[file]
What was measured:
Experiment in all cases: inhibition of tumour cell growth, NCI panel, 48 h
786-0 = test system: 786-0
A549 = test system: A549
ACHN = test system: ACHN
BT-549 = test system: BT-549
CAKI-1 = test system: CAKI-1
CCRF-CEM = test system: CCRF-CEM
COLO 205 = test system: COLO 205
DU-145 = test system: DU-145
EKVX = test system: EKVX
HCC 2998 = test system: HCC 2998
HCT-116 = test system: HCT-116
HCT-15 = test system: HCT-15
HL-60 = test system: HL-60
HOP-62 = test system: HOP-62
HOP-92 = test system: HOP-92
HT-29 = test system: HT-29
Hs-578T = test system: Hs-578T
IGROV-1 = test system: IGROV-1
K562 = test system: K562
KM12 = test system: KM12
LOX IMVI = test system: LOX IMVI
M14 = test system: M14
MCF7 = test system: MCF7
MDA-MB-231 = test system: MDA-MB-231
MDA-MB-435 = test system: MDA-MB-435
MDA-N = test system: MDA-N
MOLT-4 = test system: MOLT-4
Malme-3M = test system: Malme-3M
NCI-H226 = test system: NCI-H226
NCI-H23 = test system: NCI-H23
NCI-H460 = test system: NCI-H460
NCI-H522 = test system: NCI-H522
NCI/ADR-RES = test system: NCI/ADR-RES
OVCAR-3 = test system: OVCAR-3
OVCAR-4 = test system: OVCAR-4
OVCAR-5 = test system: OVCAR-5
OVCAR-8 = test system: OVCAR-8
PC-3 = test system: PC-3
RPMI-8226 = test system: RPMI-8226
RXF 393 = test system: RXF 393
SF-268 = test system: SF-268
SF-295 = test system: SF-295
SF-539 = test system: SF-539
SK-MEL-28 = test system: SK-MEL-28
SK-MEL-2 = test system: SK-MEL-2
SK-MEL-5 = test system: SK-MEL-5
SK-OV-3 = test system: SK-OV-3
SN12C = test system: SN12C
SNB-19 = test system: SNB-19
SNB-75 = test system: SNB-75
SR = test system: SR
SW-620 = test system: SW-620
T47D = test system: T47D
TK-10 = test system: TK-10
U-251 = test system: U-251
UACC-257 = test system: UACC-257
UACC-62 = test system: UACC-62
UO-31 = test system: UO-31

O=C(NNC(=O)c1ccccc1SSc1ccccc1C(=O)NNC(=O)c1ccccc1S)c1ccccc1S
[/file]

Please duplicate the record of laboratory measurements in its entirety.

What was measured:
Experiment in all cases: inhibition of tumour cell growth, NCI panel, 48 h
786-0 = test system: 786-0
A549 = test system: A549
ACHN = test system: ACHN
BT-549 = test system: BT-549
CAKI-1 = test system: CAKI-1
CCRF-CEM = test system: CCRF-CEM
COLO 205 = test system: COLO 205
DU-145 = test system: DU-145
EKVX = test system: EKVX
HCC 2998 = test system: HCC 2998
HCT-116 = test system: HCT-116
HCT-15 = test system: HCT-15
HL-60 = test system: HL-60
HOP-62 = test system: HOP-62
HOP-92 = test system: HOP-92
HT-29 = test system: HT-29
Hs-578T = test system: Hs-578T
IGROV-1 = test system: IGROV-1
K562 = test system: K562
KM12 = test system: KM12
LOX IMVI = test system: LOX IMVI
M14 = test system: M14
MCF7 = test system: MCF7
MDA-MB-231 = test system: MDA-MB-231
MDA-MB-435 = test system: MDA-MB-435
MDA-N = test system: MDA-N
MOLT-4 = test system: MOLT-4
Malme-3M = test system: Malme-3M
NCI-H226 = test system: NCI-H226
NCI-H23 = test system: NCI-H23
NCI-H460 = test system: NCI-H460
NCI-H522 = test system: NCI-H522
NCI/ADR-RES = test system: NCI/ADR-RES
OVCAR-3 = test system: OVCAR-3
OVCAR-4 = test system: OVCAR-4
OVCAR-5 = test system: OVCAR-5
OVCAR-8 = test system: OVCAR-8
PC-3 = test system: PC-3
RPMI-8226 = test system: RPMI-8226
RXF 393 = test system: RXF 393
SF-268 = test system: SF-268
SF-295 = test system: SF-295
SF-539 = test system: SF-539
SK-MEL-28 = test system: SK-MEL-28
SK-MEL-2 = test system: SK-MEL-2
SK-MEL-5 = test system: SK-MEL-5
SK-OV-3 = test system: SK-OV-3
SN12C = test system: SN12C
SNB-19 = test system: SNB-19
SNB-75 = test system: SNB-75
SR = test system: SR
SW-620 = test system: SW-620
T47D = test system: T47D
TK-10 = test system: TK-10
U-251 = test system: U-251
UACC-257 = test system: UACC-257
UACC-62 = test system: UACC-62
UO-31 = test system: UO-31

O=C(NNC(=O)c1ccccc1SSc1ccccc1C(=O)NNC(=O)c1ccccc1S)c1ccccc1S